Isabel Rojo

In the private & public sectors, in entrepreneurship and in our daily lives, we face the challenge of designing new ways of being and doing. But, where to start? How to rethink our leadership to prepare adequate teams for new challenges?

To explore these questions we’ve interviewed Daniel Granatta, a futurist. He helps different-size companies to “think more and better about the future, making better business decisions in the present”. In addition, he’s the coordinator of the Creativity module of ISDI Mexico’s Internet Business Master and speaker at Dalia Empower.

I: Why have you called your talk ‘Four friends who want to change the world’?

D: Originally my talk was about what men can learn from feminism, but when I was invited to lectures people got scared solely by the name, so I decided to make a more timeless proposal, with less voltage and more inclusive. I talk not only about feminism, but about the importance of diversity which affects in so many levels.

Hence, the name of the talk I will conduct in Dalia Empower: “Four friends who want to change the world”. Historically, when four friends come together for a purpose, important things happen. Political parties or rock bands are created. It’s a way of paying homage to what happens when there’s complicity and unites wills and ambitions in favor of an idea with the intention of making a change.

This reaction to my talk on feminism has also made me think that men could learn something from this movement and support more. It’s necessary to redefine what it means to be a man, because masculinity, as we understand it today, is very fragile and doesn’t work anymore. We must do a backward/forward analysis of what it means to be a man nowadays.

We’re at a crisis and not only in that sense. The established order of things no longer functions. We need a different type of leadership because if we don’t learn to surf through changes, waves will fall on us. Some companies survive at their employees’ expense, although the world and history have shown us that ‘the end justifies the means’ is no longer accurate. We can’t sustain the mentality that everything must be monetizable. If we don’t understand human relationships and the impact of our actions, we won’t get anywhere.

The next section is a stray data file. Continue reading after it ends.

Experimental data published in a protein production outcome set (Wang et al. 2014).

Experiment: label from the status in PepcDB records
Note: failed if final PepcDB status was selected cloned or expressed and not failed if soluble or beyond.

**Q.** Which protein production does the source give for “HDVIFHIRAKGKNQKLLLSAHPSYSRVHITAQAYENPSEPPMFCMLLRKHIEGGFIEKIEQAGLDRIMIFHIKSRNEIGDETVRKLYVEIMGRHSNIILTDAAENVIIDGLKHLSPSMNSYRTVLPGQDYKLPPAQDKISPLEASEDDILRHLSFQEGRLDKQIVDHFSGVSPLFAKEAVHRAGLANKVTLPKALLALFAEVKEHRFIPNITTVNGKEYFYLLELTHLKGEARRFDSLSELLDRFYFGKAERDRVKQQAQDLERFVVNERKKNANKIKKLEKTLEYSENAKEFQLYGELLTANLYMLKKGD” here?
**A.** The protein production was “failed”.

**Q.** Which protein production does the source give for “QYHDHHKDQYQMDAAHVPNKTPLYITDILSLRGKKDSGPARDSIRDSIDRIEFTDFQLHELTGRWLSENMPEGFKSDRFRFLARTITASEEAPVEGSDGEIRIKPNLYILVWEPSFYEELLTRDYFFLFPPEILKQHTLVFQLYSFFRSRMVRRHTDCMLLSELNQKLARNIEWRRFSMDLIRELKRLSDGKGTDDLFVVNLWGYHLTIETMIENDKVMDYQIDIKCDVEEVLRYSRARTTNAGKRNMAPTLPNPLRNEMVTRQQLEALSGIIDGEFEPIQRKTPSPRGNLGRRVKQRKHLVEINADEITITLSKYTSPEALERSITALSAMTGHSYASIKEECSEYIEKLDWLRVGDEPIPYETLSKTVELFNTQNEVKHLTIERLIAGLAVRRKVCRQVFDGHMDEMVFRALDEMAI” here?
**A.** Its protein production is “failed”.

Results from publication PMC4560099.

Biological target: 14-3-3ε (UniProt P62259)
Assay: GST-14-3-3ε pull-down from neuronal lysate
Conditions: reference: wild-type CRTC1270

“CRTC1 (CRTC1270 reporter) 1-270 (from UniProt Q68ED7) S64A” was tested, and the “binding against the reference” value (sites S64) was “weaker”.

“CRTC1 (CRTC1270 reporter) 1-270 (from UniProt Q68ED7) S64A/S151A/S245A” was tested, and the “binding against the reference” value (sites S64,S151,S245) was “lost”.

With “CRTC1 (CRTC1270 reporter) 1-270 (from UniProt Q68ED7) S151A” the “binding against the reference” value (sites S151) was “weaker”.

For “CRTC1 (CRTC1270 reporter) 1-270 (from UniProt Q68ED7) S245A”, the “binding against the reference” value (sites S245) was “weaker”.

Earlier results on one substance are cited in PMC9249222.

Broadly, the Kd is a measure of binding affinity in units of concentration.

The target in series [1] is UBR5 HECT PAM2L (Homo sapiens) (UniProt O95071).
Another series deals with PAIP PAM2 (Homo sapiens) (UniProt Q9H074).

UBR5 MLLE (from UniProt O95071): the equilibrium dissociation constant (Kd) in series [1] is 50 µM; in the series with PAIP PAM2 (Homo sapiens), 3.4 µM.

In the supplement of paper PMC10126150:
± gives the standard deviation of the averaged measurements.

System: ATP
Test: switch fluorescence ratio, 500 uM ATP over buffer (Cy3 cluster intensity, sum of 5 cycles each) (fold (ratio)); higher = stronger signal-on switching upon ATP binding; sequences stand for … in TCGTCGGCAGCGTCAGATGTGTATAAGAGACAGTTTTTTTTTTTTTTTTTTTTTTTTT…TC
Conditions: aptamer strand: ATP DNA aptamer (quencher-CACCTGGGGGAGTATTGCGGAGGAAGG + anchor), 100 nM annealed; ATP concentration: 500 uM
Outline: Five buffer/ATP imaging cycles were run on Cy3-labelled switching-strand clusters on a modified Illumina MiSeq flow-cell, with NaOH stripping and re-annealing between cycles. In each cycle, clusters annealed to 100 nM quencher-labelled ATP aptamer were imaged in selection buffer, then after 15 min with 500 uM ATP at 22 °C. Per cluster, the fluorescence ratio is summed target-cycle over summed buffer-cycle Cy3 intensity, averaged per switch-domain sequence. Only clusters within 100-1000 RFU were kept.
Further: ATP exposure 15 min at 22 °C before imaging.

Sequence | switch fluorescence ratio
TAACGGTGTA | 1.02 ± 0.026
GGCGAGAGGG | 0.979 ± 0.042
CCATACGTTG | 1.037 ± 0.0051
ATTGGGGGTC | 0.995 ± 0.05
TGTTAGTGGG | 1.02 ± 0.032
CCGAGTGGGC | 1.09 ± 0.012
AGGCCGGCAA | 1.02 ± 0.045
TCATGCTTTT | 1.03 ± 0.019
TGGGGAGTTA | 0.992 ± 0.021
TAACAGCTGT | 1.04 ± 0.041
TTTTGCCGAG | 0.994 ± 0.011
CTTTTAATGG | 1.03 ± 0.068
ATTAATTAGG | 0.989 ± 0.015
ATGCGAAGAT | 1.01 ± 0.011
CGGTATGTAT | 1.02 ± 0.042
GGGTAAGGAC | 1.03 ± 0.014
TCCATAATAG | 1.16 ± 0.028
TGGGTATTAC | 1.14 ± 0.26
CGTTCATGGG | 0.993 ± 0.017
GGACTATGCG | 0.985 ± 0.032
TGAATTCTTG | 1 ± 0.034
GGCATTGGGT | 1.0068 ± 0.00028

Technology, from the invention of fire to the use of artificial intelligence, has involved changes in the way we relate. This forces us to think about a more holistic vision of leadership, which has nothing to do with telling everyone what they must do but with the ability to train and develop others. Be a mentor in order to guide and accompany others to become better.

I: Daniel, you’re an engineer, an anthropologist, a publicist, son of immigrants and now a Spaniard who lives in Mexico. In which ways has this influenced your proposal on diversity and your work life?

D: I was very fortunate to leave my country. When I arrived in Mexico, I came to live in Saltillo. If I had arrived in Mexico City, I could have kept my Spaniard ways, but in Saltillo, not. You must adapt. Arriving at a new place gives you the possibility to zoom out and see things from a different perspective. Questioning whether things could otherwise lead you to interesting discoveries, which restate what others assume to be true and open the possibility of things being different. For example, within a city, cars have a priority, but nobody ever asks how someone in a wheelchair moves.

On the other hand, replicating the status quo vision turns you blind to a much broader reality. For example, the programming world is still dominated by white, heterosexual men who have no clue what it feels to be bullied. That’s why, when creating new software, this ‘myopia’ can create more problems than solutions.

I: Do you consider that women in leadership positions have an additional responsibility to promote equality?